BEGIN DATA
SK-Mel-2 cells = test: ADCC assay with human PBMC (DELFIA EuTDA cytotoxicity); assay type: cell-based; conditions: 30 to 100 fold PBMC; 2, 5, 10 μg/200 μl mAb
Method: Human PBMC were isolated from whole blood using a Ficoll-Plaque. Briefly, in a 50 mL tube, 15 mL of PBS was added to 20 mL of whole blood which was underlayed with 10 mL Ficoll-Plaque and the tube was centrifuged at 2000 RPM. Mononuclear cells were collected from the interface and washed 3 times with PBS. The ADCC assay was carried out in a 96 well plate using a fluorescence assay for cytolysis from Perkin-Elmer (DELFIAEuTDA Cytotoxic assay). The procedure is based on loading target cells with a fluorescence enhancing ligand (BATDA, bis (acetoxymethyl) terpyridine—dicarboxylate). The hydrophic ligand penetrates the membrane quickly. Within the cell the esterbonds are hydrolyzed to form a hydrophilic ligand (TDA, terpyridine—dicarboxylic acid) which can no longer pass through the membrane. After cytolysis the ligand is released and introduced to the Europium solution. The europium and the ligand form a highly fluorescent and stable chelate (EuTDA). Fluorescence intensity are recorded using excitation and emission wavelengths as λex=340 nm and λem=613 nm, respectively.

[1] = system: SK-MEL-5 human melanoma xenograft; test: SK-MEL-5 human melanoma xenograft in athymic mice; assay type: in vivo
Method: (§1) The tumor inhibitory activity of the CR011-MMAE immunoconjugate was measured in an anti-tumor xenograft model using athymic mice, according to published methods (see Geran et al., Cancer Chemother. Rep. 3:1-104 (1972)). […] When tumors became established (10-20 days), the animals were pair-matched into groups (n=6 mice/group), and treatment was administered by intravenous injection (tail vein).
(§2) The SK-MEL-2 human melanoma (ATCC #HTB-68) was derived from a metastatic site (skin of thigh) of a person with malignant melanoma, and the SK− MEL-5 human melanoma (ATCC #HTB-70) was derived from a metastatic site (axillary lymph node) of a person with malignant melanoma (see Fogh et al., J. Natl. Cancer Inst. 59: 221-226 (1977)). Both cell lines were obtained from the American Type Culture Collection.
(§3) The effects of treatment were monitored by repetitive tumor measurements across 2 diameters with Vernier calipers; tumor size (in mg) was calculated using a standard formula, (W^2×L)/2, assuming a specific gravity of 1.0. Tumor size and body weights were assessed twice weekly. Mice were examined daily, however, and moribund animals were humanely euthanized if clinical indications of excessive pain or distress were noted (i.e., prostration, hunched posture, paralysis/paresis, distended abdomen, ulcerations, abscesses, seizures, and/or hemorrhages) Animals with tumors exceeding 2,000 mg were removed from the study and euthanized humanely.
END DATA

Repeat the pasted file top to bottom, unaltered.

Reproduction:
SK-Mel-2 cells = test: ADCC assay with human PBMC (DELFIA EuTDA cytotoxicity); assay type: cell-based; conditions: 30 to 100 fold PBMC; 2, 5, 10 μg/200 μl mAb
Method: Human PBMC were isolated from whole blood using a Ficoll-Plaque. Briefly, in a 50 mL tube, 15 mL of PBS was added to 20 mL of whole blood which was underlayed with 10 mL Ficoll-Plaque and the tube was centrifuged at 2000 RPM. Mononuclear cells were collected from the interface and washed 3 times with PBS. The ADCC assay was carried out in a 96 well plate using a fluorescence assay for cytolysis from Perkin-Elmer (DELFIAEuTDA Cytotoxic assay). The procedure is based on loading target cells with a fluorescence enhancing ligand (BATDA, bis (acetoxymethyl) terpyridine—dicarboxylate). The hydrophic ligand penetrates the membrane quickly. Within the cell the esterbonds are hydrolyzed to form a hydrophilic ligand (TDA, terpyridine—dicarboxylic acid) which can no longer pass through the membrane. After cytolysis the ligand is released and introduced to the Europium solution. The europium and the ligand form a highly fluorescent and stable chelate (EuTDA). Fluorescence intensity are recorded using excitation and emission wavelengths as λex=340 nm and λem=613 nm, respectively.

[1] = system: SK-MEL-5 human melanoma xenograft; test: SK-MEL-5 human melanoma xenograft in athymic mice; assay type: in vivo
Method: (§1) The tumor inhibitory activity of the CR011-MMAE immunoconjugate was measured in an anti-tumor xenograft model using athymic mice, according to published methods (see Geran et al., Cancer Chemother. Rep. 3:1-104 (1972)). […] When tumors became established (10-20 days), the animals were pair-matched into groups (n=6 mice/group), and treatment was administered by intravenous injection (tail vein).
(§2) The SK-MEL-2 human melanoma (ATCC #HTB-68) was derived from a metastatic site (skin of thigh) of a person with malignant melanoma, and the SK− MEL-5 human melanoma (ATCC #HTB-70) was derived from a metastatic site (axillary lymph node) of a person with malignant melanoma (see Fogh et al., J. Natl. Cancer Inst. 59: 221-226 (1977)). Both cell lines were obtained from the American Type Culture Collection.
(§3) The effects of treatment were monitored by repetitive tumor measurements across 2 diameters with Vernier calipers; tumor size (in mg) was calculated using a standard formula, (W^2×L)/2, assuming a specific gravity of 1.0. Tumor size and body weights were assessed twice weekly. Mice were examined daily, however, and moribund animals were humanely euthanized if clinical indications of excessive pain or distress were noted (i.e., prostration, hunched posture, paralysis/paresis, distended abdomen, ulcerations, abscesses, seizures, and/or hemorrhages) Animals with tumors exceeding 2,000 mg were removed from the study and euthanized humanely.